Misleading Vividness

Description

Misleading Vividness is a fallacy in which a very small number of particularly dramatic events are taken to outweigh a significant amount of statistical evidence. This sort of "reasoning" has the following form:

Dramatic or vivid event X occurs (and is not in accord with the majority of the statistical evidence) .
Therefore events of type X are likely to occur.

This sort of "reasoning" is fallacious because the mere fact that an event is particularly vivid or dramatic does not make the event more likely to occur, especially in the face of significant statistical evidence.

People often accept this sort of "reasoning" because particularly vivid or dramatic cases tend to make a very strong impression on the human mind. For example, if a person survives a particularly awful plane crash, he might be inclined to believe that air travel is more dangerous than other forms of travel. After all, explosions and people dying around him will have a more significant impact on his mind than will the rather dull statistics that a person is more likely to be struck by lightning than killed in a plane crash.

It should be kept in mind that taking into account the possibility of something dramatic or vivid occurring is not always fallacious. For example, a person might decide to never go sky diving because the effects of an accident can be very, very dramatic. If he knows that, statistically, the chances of the accident are happening are very low but he considers even a small risk to be unacceptable, then he would not be making an error in reasoning.
 

Examples

Bill and Jane are talking about buying a computer.
Jane: "I've been thinking about getting a computer. I'm really tired of having to wait in the library to write my papers."
Bill: "What sort of computer do you want to get?"
Jane: "Well, it has to be easy to use, have a low price and have decent processing power. I've been thinking about getting a Kiwi Fruit 2200. I read in that consumer magazine that they have been found to be very reliable in six independent industry studies."
Bill: "I wouldn't get the Kiwi Fruit. A friend of mine bought one a month ago to finish his master's thesis. He was halfway through it when smoke started pouring out of the CPU. He didn't get his thesis done on time and he lost his financial aid. Now he's working over at the Gut Boy Burger Warehouse."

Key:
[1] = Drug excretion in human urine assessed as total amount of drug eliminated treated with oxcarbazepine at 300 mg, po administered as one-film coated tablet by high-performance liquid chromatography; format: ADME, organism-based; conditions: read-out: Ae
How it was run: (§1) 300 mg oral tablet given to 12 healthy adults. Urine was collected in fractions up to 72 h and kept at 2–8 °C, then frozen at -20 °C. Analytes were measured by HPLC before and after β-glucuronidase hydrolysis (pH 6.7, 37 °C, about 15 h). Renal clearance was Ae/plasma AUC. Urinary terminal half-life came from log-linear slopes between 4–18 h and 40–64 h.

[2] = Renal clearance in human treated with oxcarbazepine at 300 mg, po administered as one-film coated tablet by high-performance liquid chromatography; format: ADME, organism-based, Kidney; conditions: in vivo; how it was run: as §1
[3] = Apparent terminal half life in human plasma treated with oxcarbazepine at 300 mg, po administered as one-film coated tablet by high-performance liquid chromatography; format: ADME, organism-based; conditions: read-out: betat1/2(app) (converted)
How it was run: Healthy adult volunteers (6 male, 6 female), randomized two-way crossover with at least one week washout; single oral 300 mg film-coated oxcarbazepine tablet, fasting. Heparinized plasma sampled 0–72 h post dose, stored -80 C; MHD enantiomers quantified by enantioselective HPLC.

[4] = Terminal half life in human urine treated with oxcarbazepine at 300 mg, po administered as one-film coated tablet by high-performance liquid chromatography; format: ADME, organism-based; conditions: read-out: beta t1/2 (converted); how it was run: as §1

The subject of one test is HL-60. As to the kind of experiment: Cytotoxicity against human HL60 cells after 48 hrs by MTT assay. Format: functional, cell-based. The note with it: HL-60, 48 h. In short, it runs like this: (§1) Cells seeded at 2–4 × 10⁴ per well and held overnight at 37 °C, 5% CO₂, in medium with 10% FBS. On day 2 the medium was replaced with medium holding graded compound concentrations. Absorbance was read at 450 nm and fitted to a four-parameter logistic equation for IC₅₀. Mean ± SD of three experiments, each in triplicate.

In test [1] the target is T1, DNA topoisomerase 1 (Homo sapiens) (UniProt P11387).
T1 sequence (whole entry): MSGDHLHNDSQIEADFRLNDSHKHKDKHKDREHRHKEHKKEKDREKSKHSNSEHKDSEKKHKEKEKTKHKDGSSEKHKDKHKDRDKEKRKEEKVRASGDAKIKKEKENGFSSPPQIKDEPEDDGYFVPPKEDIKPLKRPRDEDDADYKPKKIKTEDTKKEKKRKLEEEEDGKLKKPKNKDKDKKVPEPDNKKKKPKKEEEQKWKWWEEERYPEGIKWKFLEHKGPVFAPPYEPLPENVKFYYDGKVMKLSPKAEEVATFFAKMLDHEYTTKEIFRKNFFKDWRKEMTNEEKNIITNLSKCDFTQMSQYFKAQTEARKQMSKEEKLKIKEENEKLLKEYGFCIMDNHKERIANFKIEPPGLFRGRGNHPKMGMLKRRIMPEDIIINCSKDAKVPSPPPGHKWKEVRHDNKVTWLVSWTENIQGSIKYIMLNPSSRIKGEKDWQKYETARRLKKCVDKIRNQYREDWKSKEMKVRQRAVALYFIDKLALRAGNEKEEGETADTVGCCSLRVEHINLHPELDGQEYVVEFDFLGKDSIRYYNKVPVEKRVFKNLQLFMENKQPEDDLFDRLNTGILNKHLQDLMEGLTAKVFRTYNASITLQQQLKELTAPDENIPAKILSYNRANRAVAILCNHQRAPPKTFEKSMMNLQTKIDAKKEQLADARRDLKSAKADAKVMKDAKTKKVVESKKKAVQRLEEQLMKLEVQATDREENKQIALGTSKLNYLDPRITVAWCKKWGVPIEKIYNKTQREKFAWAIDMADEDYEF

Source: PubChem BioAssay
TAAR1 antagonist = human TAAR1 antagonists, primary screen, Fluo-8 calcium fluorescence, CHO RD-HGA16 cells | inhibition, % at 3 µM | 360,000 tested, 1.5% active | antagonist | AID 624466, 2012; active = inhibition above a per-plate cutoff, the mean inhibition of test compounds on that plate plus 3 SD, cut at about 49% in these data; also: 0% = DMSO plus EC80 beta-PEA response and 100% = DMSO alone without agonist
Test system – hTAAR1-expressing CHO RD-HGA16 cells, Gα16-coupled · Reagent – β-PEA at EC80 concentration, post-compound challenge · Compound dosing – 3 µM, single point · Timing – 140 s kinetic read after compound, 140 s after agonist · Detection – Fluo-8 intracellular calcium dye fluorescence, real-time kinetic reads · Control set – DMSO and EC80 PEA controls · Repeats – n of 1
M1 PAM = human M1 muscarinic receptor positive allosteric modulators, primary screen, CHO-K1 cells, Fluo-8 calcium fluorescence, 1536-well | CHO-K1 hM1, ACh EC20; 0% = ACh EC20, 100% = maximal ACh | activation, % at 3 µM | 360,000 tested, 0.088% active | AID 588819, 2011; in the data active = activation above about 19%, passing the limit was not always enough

Jane: "I guess I won't go with the Kiwi!"

Joe and Drew are talking about flying.
Joe: "When I was flying back to school, the pilot came on the intercom and told us that the plane was having engine trouble. I looked out the window and I saw smoke billowing out of the engine nearest me. We had to make an emergency landing and there were fire trucks everywhere. I had to spend the next six hours sitting in the airport waiting for a flight. I was lucky I didn't die! I'm never flying again."
Drew: "So how are you going to get home over Christmas break?"
Joe: "I'm going to drive. That will be a lot safer than flying."
Drew: "I don't think so. You are much more likely to get injured or killed driving than flying."
Joe: "I don't buy that! You should have seen the smoke pouring out of that engine! I'm never getting on one of those death traps again!"

Jane and Sarah are talking about running in a nearby park.
Jane: "Did you hear about that woman who was attacked in Tuttle Park?"
Sarah: "Yes. It was terrible."
Jane: "Don't you run there everyday?"
Sarah: "Yes."
Jane: "How can you do that? I'd never be able to run there!"
Sarah: "Well, as callous as this might sound, that attack was out of the ordinary. I've been running there for three years and this has been the only attack. Sure, I worry about being attacked, but I'm not going give up my running just because there is some slight chance I'll be attacked."
Jane: "That is stupid! I'd stay away from that park if I was you! That woman was really beat up badly so you know it is going to happen again. If you don't stay out of that park, it will probably happen to you!"